It was 80 degrees and sunny when Josh Quinn and I first pulled the surfboards from his pick-up, changed into wetsuits and lined up to drop into our first wave.
Still, people stopped and stared.
Maybe because it was April in Ohio.
Our chosen wave rushed through Snyder Park, a small Springfield green space about an hour west of Columbus and about 575 miles from the nearest ocean. The swell stood about a foot tall, peaking just beyond a smooth rock slope in Buck Creek.
Buck Creek Whitewater Project Springfield, Ohio Homepage
I initially scoffed when Quinn, who owns Tigertree boutique, contacted me in December about river surfing. After our first trip two weeks ago, I bought a surfboard and wetsuit.
From man-made rock banks that narrow a well-keeled section of the popular kayaking destination, Quinn and I took turns edging into a knee-deep current, jumping stomach-first onto foam surfboards and paddling to where the water rushed with greatest speed.
Each of us held the wave, twisting and turning in the spray, but couldn't stand up. We assured ourselves that this still counts as surfing.
Maybe because it was April in Ohio. (Edit: Quinn reported later standing up on a bigger wave with a better board.)
Most river waves are standing waves powered by something called a hydraulic jump -- what happens when fast-moving water rushes over a drop and pops back up over underwater contours.
Gravity pushes the surfer down the face of the wave, and the water's flow propels him up and back. Ideally, surfers balance in place, facing upstream and shredding laterally.
Catching the wave, you'll be hypnotized by the smooth and continuous rush of water.
"You get on a river wave, and you don't have to get off," said Andy Graham, owner of The Outdoor Source, who's been running whitewater on a stand-up paddle board for about four years.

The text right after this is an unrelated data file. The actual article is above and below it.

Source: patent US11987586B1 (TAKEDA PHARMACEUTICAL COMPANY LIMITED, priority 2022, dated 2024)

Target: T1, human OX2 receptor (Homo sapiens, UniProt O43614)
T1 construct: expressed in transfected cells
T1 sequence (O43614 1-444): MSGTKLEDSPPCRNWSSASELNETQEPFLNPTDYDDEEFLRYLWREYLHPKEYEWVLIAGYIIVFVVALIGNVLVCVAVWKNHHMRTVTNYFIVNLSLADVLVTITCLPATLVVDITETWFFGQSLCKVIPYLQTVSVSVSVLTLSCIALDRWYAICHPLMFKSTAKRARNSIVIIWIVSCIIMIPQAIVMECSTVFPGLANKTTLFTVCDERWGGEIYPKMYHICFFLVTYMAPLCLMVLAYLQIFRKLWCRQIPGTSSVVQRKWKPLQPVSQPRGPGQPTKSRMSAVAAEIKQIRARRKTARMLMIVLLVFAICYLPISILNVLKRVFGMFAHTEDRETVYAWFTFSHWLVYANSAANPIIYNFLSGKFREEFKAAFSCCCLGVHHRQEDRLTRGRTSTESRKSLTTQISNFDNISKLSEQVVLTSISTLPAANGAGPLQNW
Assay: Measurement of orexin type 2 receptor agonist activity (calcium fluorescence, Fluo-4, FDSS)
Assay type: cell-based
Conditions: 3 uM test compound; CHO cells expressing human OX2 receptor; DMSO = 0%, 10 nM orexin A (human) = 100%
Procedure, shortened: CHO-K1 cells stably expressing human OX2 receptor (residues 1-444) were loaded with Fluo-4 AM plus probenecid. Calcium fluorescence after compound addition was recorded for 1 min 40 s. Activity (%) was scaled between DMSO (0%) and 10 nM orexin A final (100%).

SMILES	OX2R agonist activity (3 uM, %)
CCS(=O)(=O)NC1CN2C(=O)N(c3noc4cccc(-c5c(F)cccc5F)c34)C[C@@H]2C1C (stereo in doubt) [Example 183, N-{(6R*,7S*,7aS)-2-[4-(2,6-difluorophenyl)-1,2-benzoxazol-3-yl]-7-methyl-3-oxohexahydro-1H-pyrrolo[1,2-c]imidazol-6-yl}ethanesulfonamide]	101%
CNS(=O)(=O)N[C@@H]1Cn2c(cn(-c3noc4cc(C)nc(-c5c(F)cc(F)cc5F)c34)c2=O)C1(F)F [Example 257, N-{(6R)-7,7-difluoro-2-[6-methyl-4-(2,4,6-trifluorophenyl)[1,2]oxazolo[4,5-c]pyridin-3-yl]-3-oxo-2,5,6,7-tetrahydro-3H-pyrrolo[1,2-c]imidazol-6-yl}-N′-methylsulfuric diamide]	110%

River surfing has exploded across the globe as seasoned rippers search for vacant swells and landlocked hopefuls look to surf without a plane ride.
Around Ohio, the sport remains mysterious and survives primarily through informal, often legendary info transmitted by word of mouth. Only a few crazy enough to own surfboards in Ohio show much interest in pursuing it.
Here's how it works...
View larger image This man-made feature causes a hydraulic jump, when water rushes down a slope and jumps back up over underground contours. This is one of three waves at Snyder Park. Several others exist between there and the Springfield art museum.
View larger image Wearing a wetsuit, you step onto the rocks and edge as close as possible without getting swept away by the current or slipping off.
View larger image You position yourself above the fastest, strongest section. You lean down and get ready to jump, stomach-first, onto the board.
View larger image After you jump on, you need to paddle until the forward pressure of the current matches the downward pressure of gravity and board mechanics.
View larger image Even a crappy board without fins should allow you to turn and twist in the spray. When you get tired or slip, the current pulls you quickly but gently about 10 yards downstream. Ideally, Josh and I will both be standing standing up regularly on our new Greco foam-top boards.